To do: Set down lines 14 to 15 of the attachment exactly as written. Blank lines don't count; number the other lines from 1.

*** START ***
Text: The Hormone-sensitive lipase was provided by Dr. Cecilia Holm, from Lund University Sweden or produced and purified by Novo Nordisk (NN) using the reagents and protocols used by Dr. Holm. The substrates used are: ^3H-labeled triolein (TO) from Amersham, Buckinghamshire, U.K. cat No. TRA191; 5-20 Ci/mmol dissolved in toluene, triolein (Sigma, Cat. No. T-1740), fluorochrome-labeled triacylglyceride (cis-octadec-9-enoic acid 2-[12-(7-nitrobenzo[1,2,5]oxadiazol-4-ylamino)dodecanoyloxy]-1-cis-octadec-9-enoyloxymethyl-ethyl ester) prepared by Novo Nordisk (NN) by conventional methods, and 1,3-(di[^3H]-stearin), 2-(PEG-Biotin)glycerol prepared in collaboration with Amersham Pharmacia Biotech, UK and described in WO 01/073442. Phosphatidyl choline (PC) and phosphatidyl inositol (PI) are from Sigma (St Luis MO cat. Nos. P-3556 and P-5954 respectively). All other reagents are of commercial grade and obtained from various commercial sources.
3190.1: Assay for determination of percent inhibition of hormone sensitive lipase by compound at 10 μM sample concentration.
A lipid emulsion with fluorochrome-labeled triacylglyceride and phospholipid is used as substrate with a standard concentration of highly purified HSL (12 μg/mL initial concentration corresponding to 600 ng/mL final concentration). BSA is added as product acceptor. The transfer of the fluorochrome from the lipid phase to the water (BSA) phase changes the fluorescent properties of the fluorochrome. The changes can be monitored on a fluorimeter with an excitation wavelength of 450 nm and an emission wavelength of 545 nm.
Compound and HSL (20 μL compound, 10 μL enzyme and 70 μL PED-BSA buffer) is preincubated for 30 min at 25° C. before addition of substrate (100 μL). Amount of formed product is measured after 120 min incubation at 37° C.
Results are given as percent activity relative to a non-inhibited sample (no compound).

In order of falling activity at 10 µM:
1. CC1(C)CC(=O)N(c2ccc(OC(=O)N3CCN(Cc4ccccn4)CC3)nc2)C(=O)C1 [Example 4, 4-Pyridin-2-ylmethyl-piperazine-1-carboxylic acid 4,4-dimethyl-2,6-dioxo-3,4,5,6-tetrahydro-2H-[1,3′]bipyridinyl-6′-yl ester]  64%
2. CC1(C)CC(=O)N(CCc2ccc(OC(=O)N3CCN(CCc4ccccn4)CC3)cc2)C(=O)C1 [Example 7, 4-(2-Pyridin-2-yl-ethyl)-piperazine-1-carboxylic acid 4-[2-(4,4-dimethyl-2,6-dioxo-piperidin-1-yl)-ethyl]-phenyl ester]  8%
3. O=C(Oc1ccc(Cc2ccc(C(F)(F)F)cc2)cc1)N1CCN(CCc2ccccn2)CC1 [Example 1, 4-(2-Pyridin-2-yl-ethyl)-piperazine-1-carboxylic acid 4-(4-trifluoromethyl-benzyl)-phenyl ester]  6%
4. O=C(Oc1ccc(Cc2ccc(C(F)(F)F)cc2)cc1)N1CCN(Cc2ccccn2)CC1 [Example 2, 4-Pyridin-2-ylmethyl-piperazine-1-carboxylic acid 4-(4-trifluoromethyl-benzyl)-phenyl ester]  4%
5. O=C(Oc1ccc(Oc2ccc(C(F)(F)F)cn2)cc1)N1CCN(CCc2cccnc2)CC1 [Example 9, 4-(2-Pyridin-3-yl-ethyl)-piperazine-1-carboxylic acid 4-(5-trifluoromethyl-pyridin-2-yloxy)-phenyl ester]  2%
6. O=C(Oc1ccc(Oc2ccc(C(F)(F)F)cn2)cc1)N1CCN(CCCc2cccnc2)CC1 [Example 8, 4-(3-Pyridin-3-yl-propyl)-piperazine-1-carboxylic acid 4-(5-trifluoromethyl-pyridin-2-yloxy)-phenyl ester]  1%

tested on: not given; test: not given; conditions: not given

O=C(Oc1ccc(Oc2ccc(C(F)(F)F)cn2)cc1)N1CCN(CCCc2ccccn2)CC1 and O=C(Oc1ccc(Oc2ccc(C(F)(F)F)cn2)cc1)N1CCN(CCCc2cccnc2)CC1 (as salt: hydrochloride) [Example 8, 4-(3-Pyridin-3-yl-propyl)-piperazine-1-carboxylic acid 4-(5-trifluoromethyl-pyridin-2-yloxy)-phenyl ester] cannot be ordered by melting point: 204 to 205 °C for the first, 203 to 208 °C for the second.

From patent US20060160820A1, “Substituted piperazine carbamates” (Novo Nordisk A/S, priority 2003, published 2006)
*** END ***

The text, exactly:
O=C(Oc1ccc(Oc2ccc(C(F)(F)F)cn2)cc1)N1CCN(CCCc2ccccn2)CC1 and O=C(Oc1ccc(Oc2ccc(C(F)(F)F)cn2)cc1)N1CCN(CCCc2cccnc2)CC1 (as salt: hydrochloride) [Example 8, 4-(3-Pyridin-3-yl-propyl)-piperazine-1-carboxylic acid 4-(5-trifluoromethyl-pyridin-2-yloxy)-phenyl ester] cannot be ordered by melting point: 204 to 205 °C for the first, 203 to 208 °C for the second.

From patent US20060160820A1, “Substituted piperazine carbamates” (Novo Nordisk A/S, priority 2003, published 2006)